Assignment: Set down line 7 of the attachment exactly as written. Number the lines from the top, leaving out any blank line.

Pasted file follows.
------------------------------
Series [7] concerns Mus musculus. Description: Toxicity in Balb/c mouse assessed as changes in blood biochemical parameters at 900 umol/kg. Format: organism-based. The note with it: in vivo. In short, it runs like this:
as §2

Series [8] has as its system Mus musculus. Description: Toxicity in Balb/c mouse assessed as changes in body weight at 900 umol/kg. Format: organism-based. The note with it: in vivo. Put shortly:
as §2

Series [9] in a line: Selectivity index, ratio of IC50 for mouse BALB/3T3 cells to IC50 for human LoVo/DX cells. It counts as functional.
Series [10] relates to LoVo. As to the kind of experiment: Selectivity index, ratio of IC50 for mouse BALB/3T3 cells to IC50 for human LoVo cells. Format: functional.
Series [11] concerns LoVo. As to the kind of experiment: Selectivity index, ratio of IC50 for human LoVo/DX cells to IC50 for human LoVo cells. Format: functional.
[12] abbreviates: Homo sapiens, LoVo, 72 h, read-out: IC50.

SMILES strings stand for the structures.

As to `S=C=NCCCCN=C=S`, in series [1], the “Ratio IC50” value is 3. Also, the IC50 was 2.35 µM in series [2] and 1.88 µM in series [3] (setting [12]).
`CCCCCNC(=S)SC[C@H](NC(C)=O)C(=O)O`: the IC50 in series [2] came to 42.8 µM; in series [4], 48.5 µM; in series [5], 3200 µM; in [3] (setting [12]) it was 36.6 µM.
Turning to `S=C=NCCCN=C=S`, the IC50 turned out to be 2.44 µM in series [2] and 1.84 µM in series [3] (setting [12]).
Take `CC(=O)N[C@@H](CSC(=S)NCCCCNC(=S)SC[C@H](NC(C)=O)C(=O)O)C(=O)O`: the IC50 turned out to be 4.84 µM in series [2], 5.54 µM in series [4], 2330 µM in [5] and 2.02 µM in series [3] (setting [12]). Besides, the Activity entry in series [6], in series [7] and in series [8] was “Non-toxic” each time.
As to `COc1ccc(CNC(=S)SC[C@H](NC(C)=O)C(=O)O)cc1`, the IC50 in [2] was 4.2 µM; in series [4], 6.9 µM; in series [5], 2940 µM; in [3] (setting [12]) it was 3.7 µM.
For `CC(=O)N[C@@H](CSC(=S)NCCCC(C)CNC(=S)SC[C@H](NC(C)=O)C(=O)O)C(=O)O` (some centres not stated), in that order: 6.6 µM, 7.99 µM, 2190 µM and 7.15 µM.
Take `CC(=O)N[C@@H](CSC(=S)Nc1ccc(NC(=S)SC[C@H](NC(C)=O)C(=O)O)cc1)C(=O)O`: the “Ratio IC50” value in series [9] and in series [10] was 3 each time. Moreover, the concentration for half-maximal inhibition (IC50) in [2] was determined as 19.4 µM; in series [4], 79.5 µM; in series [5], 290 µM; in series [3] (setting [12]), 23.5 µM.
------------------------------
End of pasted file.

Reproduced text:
Series [11] concerns LoVo. As to the kind of experiment: Selectivity index, ratio of IC50 for human LoVo/DX cells to IC50 for human LoVo cells. Format: functional.